State v. Motyka

Annotate this Case

298 A.2d 793 (1973)

STATE v. Andrew MOTYKA.

No. 1383-Ex.

Supreme Court of Rhode Island.

January 12, 1973.

Richard J. Israel, Atty. Gen., Donald P. Ryan, Asst. Atty. Gen., R. Raymond Greco, Sp. Asst. Atty. Gen., for plaintiff.

Joseph A. Capineri, Pawtucket, for defendant.

OPINION

ROBERTS, Chief Justice.

This is an indictment wherein the defendant, Andrew Motyka, is charged under G.L. 1956 (1969 Reenactment) § 11-41-2, with larceny, inasmuch as he did receive stolen goods, knowing them to have been stolen. After a trial to a jury in the Superior Court, the defendant was found guilty. The defendant's motion for a new trial was denied. The case is here on the defendant's bill of exceptions.

On December 26, 1967, three officers of the Rhode Island State Police conducted a lawful search of the premises located at 176-178 Railroad Street in Central Falls. Two garages on the premises were rented to defendant. During the search the police found several tires reported stolen from a Plainville, Massachusetts, service station.

At his trial, defendant testified that he had leased the garages for the past four years only to store merchandise. During that time, defendant testified, he had subleased *794 portions to various individuals. At the time of the search, a boat and a truck were being stored on the premises. An open doorway existed between the garages, which provided free passage between the stalls. The defendant denied any knowledge of the presence of the stolen tires in the garages.

At the conclusion of the evidence, the trial justice instructed the jury: "There is no evidence which shows [the defendant] had actually had [the tires] in his actual physical possession, but possession can be constructive as well as actual. If you believe the defendant was the actual tenant of the garage and that he himself was in possession and control of that garage on December 26, 1967, then constructively he would be in possession of the tires." The defendant excepted to that portion of the charge, and only that exception is being pressed on his appeal to this court.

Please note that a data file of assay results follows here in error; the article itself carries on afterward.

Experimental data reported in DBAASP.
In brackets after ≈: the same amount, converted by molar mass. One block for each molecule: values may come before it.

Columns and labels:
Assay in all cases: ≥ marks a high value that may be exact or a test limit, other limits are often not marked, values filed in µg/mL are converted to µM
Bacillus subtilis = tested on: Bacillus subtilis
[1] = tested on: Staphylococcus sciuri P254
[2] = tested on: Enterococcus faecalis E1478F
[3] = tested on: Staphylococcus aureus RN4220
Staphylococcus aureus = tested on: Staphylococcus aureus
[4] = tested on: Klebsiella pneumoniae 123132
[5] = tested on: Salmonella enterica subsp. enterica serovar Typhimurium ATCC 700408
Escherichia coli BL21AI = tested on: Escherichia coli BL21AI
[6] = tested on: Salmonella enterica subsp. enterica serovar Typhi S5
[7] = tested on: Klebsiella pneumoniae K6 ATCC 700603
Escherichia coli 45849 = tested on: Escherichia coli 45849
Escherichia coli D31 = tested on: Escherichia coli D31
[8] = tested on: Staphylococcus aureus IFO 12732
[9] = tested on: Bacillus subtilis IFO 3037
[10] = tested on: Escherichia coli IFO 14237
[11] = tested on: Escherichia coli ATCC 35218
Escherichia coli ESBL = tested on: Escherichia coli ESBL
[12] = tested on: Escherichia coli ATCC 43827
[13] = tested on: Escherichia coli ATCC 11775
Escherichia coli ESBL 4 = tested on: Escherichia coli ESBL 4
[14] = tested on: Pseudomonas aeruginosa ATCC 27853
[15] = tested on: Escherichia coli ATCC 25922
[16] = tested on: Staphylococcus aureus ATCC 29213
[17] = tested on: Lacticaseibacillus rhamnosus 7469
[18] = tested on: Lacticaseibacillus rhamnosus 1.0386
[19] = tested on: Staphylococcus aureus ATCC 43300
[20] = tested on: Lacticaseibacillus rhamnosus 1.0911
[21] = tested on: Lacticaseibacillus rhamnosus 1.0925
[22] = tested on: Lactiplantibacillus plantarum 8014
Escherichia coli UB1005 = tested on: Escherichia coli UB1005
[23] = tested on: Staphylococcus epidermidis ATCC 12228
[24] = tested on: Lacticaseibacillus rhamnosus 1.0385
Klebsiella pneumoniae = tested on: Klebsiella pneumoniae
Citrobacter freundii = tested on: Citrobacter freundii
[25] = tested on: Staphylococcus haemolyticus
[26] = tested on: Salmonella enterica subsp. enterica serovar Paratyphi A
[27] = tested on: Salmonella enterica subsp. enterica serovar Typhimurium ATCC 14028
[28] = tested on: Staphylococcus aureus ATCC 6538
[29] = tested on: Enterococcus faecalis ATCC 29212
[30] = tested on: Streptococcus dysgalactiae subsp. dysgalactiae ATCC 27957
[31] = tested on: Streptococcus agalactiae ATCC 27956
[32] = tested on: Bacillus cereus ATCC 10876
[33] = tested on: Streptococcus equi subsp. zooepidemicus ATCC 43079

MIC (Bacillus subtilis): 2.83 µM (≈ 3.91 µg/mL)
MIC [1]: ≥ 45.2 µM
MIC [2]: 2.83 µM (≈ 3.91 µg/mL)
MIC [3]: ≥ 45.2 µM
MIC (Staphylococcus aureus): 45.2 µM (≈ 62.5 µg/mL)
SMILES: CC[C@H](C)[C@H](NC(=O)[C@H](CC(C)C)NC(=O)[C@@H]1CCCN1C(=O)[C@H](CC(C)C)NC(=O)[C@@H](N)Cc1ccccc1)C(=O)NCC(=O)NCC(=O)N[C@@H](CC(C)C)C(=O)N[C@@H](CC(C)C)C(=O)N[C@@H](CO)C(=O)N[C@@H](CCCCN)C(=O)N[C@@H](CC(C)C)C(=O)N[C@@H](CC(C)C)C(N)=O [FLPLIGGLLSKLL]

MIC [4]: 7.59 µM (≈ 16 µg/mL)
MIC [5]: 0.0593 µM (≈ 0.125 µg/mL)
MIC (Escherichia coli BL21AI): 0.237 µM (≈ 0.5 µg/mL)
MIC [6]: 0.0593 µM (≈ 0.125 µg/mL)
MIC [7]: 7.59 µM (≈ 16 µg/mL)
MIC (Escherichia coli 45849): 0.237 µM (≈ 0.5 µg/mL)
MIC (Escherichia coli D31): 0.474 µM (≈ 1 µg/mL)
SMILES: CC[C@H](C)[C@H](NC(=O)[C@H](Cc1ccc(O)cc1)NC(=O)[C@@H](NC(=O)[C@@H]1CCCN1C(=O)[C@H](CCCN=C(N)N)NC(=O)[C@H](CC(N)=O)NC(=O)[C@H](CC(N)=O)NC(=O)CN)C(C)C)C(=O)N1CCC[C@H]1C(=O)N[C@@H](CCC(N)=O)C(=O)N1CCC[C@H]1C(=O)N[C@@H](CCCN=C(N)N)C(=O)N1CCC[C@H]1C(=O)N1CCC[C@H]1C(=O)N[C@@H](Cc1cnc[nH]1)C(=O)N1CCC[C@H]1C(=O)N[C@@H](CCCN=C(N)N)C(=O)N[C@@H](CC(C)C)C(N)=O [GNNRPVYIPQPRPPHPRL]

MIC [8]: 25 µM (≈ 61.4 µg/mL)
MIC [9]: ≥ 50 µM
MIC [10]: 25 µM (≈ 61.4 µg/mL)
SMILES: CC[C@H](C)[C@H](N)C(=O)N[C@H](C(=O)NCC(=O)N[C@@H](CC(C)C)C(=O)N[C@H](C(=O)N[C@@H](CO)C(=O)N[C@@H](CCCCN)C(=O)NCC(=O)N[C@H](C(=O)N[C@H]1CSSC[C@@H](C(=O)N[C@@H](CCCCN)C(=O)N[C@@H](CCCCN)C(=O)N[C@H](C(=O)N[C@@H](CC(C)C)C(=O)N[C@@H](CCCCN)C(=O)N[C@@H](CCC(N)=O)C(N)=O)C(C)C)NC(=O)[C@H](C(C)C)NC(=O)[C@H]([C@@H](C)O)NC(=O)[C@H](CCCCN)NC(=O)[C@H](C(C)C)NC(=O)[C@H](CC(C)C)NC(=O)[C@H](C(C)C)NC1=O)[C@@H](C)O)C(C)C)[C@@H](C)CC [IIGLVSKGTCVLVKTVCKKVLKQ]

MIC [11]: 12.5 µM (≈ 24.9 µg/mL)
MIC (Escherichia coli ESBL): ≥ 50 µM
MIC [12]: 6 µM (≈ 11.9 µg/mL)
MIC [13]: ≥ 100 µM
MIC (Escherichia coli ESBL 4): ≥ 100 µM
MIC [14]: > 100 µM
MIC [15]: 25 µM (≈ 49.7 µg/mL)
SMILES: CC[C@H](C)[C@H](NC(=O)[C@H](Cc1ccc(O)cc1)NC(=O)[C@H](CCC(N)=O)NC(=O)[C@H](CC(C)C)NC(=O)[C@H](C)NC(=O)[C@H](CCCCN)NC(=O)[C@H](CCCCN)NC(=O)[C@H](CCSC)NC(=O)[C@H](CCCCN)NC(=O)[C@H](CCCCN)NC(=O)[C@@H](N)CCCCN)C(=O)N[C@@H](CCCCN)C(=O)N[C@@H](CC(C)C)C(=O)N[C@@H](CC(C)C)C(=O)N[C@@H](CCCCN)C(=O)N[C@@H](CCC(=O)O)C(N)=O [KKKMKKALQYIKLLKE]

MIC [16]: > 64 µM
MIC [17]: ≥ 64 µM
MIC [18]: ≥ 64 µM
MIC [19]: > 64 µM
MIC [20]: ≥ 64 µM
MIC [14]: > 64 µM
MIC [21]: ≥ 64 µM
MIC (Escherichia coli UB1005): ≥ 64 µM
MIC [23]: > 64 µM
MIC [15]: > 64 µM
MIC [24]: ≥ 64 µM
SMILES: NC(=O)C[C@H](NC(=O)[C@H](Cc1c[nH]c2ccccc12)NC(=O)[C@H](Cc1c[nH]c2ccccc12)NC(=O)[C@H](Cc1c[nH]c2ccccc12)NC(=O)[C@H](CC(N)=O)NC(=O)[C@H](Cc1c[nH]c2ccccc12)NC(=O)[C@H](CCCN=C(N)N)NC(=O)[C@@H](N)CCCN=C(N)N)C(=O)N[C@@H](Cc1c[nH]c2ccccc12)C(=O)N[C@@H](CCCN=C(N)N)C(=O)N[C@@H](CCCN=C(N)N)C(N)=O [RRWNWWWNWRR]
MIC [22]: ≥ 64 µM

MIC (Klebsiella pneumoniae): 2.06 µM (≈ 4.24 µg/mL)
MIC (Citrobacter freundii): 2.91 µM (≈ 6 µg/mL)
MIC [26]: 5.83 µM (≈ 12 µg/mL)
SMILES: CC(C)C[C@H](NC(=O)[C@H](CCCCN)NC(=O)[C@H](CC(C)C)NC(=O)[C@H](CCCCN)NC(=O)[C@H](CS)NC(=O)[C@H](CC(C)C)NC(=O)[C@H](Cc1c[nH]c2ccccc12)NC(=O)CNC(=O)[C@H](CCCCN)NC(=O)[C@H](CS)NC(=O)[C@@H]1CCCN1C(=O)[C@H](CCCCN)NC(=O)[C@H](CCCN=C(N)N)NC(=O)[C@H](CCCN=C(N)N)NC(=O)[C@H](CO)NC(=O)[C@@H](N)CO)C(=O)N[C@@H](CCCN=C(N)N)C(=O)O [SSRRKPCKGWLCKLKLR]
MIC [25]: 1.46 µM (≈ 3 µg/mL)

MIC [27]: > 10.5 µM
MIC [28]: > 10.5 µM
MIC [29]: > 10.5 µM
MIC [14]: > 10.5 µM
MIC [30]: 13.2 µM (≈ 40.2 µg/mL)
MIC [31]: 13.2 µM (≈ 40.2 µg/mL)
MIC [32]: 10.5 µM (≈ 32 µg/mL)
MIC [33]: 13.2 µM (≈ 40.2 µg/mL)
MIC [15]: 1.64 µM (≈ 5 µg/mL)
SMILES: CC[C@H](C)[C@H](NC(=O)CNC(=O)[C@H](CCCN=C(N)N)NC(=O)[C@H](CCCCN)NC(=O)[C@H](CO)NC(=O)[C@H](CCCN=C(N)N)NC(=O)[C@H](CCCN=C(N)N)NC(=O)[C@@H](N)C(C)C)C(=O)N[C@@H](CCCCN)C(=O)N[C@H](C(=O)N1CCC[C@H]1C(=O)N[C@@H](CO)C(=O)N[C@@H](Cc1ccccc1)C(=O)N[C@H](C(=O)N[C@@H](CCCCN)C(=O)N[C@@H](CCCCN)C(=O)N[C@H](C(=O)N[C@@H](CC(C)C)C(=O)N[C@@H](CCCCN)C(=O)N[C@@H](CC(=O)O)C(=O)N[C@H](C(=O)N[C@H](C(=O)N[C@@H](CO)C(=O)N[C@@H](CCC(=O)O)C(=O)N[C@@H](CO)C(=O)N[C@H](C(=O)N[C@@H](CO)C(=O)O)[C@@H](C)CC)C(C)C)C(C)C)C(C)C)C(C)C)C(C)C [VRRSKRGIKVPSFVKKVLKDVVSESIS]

Section 11-41-2 of the General Laws, under which defendant is charged, provides, in pertinent part: "* * * the possession of any * * * stolen property shall be evidence of guilty knowledge by the person having such possession that such property was stolen * * *." The defendant does not challenge the validity of the presumption of guilty knowledge which we have said is created under this statute. State v. Kurowski, 100 R.I. 25, 210 A.2d 873 (1965); State v. O'Neill, 53 R.I. 497, 499, 167 A. 263, 264 (1933). Instead, he asks us to interpret the meaning of the word "possession" as used in the statute.

Recently, in State v. Gilman, 110 R.I. 207, 291 A.2d 425 (1972) a case involving possession of narcotics, we held "* * * the word `possess' when used in a criminal statute to mean an intentional control of a designated object with knowledge of its nature. * * * The requirement of a conscious possession of contraband safeguards the name and reputation of the individual in whose building, automobile, luggage or clothing are found liquor, narcotics or similar commodities which were surreptitiously placed there by another." Id. at 430-31: accord, State v. Labato, 7 N.J. 137, 148-49. 80 A.2d 617, 622-23 (1951).

The defendant concedes that the trial justice properly instructed the jury that possession may be actual or constructive. It is urged, however, that the instruction here given was insufficient in that it did not clearly establish that constructive possession involves conscious possession. Constructive possession arises where an individual has dominion or control over an object although it may not be within his immediate physical possession. United States v. Dillard, 376 F.2d 365, 367 (7th Cir.1967); United States v. Jones, 308 F.2d 26, 30-31 (2d Cir.1962). Absent such a consciousness of the presence of the object, the fact that it is located within premises under his control does not, of itself, constitute constructive possession. Amaya v. United States, 373 F.2d 197, 199 (10th Cir.1967). See also 1 Devitt & Blackmar, Federal Jury Practice and Instructions § 13.10 (2d ed. 1970).

It is, then, our conclusion that the trial justice's instruction failed to establish clearly in the minds of the jurors the requirement in our law that possession, whether actual or constructive, must be a conscious possession.

The exception of the defendant is sustained, and the cause is remanded to the Superior Court for a new trial.